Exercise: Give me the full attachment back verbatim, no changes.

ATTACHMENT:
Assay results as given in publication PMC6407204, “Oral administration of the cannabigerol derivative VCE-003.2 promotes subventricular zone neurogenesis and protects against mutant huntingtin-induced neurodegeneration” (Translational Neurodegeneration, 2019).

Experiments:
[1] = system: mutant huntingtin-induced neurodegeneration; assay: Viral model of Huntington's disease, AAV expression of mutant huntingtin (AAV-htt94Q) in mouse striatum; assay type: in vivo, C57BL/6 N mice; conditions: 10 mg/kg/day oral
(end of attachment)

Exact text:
Assay results as given in publication PMC6407204, “Oral administration of the cannabigerol derivative VCE-003.2 promotes subventricular zone neurogenesis and protects against mutant huntingtin-induced neurodegeneration” (Translational Neurodegeneration, 2019).

Experiments:
[1] = system: mutant huntingtin-induced neurodegeneration; assay: Viral model of Huntington's disease, AAV expression of mutant huntingtin (AAV-htt94Q) in mouse striatum; assay type: in vivo, C57BL/6 N mice; conditions: 10 mg/kg/day oral